This is another typical experiment that i made using water and dish washer like Pril or anything.
Do you boil water before u drink ? Ive made up my mind to do this kind of experiment under the influence of my fellow Lomographers. I thing this experiment is common among us but still sharing is caring right.
It’s easy. All u need is using your kitchen to the max.
Here are the procedures :
1. load your camera with any film (expired -ve is recommended)
2. shoot whatever object u want.
3. take out your film and get ready to boil it.
4. fill your pot with water about 1/4 or 2/4.
5. add some dish washer eg : Pril, axon or anything (about 3 or 4 spoon)
6. wait til 15 mins that take it out (carefull because its surely hot)
7. dry it using blower/hair dry and keep it about 2 weeks or longer (without pulling the film strips)
8. then ready to see the results :)
Any camera will do. Im using Holga 135 . PEACE . . .
It's been a boiling, scorching, baking hot summer here in the Philippines since March, and believe it or not, I haven't been to the beach yet. I'm going to do something about that, but not without making another playlist for the trip! This time, I decided to make a mix inspired by the summer vacations of my younger days.
Here are some self portraits that I took using my Lubitel 2 and a roll of expired film. I used old chemicals, an incorrect ratio, and I under fixed the film during development and washed it in boiling hot water. See how it all turned out.
Unfortunately, it happens sometimes that your resulting pictures are not what you expected - the image doesn't look that good, the colors are bland, and the subject is banal. Indeed, it couldn't be picture of the year! Herein I propose a second chance for your pictures by modifying your 35mm negatives. Just pick up some ideas from here, experiment, and scan your negatives with the Lomography Smartphone Scanner. Anything is possible: burning, scratching, putting on hydrochloric acid, balsamic vinegar, nail polish, bleach, or raspberry juice... use your imagination and write down your new film soup recipe! You can find a sample of the effects in this article.
Capture the world and all its contours in vibrant, wide-angled photographs any time, any where! The LC-A 120 is an adventure of its own with lots of exciting functions to experiment with, like seamless long exposures or full ISO control. It's also super-fast and ultra-compact - perfect for your everyday. If you're worried about the Medium Format film, don't be! You are free to use any 120 Film you want and there are plenty to choose from. In fact, that's what makes this camera so versatile! Scroll through this gallery for a little taste of the glorious shots this nifty invention is capable of.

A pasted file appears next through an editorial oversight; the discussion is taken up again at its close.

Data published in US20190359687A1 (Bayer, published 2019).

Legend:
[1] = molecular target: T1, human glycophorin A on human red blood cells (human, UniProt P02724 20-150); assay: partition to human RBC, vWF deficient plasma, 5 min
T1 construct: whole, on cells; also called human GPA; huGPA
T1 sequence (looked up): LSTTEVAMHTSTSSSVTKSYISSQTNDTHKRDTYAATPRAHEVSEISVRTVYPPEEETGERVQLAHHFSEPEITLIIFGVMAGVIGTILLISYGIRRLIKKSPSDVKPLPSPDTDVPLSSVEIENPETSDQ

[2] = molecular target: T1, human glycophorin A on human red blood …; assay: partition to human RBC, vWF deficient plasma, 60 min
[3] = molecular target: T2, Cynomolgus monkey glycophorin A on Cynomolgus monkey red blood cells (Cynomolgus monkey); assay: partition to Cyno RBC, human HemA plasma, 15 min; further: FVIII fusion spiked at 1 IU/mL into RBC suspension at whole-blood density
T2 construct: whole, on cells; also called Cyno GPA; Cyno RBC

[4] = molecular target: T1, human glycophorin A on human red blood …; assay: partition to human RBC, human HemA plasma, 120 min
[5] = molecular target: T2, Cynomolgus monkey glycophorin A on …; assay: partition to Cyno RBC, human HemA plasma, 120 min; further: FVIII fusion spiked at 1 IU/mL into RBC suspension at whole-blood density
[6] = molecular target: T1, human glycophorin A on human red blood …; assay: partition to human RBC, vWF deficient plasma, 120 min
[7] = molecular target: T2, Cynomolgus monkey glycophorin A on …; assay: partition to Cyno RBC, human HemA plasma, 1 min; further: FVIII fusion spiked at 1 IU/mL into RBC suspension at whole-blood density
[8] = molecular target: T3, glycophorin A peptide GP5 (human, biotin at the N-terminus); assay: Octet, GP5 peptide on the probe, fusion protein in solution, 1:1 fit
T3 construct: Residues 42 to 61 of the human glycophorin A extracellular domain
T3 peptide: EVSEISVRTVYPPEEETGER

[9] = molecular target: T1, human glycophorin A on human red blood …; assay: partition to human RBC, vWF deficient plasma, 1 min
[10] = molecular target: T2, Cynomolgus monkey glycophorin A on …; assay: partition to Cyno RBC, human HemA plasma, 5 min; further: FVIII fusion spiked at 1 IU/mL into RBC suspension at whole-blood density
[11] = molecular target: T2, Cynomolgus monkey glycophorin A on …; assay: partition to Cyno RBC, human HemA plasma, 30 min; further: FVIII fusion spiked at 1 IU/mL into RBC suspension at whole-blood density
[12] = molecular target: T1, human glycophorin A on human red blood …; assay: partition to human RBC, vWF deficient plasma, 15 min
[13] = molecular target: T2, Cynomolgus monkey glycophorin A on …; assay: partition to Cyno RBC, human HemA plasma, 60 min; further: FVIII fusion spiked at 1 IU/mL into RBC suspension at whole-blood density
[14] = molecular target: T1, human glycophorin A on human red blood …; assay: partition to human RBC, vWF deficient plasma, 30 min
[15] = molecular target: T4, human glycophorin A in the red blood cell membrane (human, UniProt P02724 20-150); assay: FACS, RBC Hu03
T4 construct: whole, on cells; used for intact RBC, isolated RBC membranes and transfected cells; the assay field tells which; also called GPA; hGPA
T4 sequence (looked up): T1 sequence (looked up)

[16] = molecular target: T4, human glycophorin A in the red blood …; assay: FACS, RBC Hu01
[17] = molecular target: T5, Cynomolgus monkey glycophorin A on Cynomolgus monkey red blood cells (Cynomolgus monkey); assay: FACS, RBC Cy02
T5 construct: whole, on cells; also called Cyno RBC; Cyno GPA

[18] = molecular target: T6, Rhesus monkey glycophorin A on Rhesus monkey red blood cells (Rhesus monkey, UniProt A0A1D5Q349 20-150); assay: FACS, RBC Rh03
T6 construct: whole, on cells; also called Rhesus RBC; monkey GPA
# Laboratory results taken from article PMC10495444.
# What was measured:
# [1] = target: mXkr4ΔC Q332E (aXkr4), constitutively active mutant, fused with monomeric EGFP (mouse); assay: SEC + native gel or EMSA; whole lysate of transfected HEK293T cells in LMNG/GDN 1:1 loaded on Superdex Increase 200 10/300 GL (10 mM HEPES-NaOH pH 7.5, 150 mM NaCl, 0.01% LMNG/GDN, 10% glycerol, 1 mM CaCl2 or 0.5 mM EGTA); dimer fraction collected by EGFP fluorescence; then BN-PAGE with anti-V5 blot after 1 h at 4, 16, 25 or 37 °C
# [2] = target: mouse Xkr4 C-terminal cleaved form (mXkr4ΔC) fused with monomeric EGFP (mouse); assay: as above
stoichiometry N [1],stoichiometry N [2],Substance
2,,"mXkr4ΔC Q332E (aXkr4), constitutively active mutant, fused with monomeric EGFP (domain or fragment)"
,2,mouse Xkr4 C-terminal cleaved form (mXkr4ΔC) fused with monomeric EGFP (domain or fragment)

This article is a tribute to the great Portuguese film director Manoel de Oliveira, who died last April 2. With an old Praktica loaded with a roll of black and white film, I captured so enthusiastically his city Oporto (Porto) with its famous Ribeira district, the most characteristic of the Lusitanian town. It was here that more than 70 years ago, Manoel De Oliveira created a timeless masterpiece: "Aniki-Bòbò"!
This week's Newcomer is a journalism student who likes skateboarding and anything that involves cheese. Let's take a look at the fascinating analogue world of Sigmund Steiger, aka iam_srs, our Newcomer of the Week!
Throwing chemicals, fire, and scratching emulsion are just a few ways of experimenting with film. But there's another process that completely destroys it (or, if you're lucky, creates something amazing), that is as spastic as a drunken man staggering his way home after a night at the pub - literally.
And it all comes down to darkness.
Leuven is a typical Belgian university city that is full of students, but feels a bit like a ghost city when all the students go home for the weekend. Nevertheless, this is the perfect time to pay a visit to this beautiful historic city just right next to Brussels. If you like culture, cobblestoned streets, creativity, and Belgian beers, this is your perfect day trip!
It is always a pleasant experience collaborating with our old friends and LomoAmigos. This time, Emily Soto shot another wonderful series with her Petzval Art Lens. We can't wait to share it with everyone, so here they are!
You want your subject be the center of attention? Petzval lens photos are recognizable for sharpness and crispness in the centre, strong color saturation, wonderful swirly bokeh effect, artful vignettes and narrow depth of field that will make your subjects stand out!
<i>Editor's Note: The past several years saw <b><a href="http://www.lomography.com/homes/maliha">Maliha</a></b> frequently moving from one place to another, a sort of nomad who likes the thrill of starting anew and finding her place in every city she stays at. In the last decade she has spent in the USA, Maliha has stayed at six different cities in five different states. Currently, Maliha is based in Denver, Colorado, and "Transient Living," a new series in the Lomography magazine, documents her experiences and the ways that she has come to call this city her home.</i>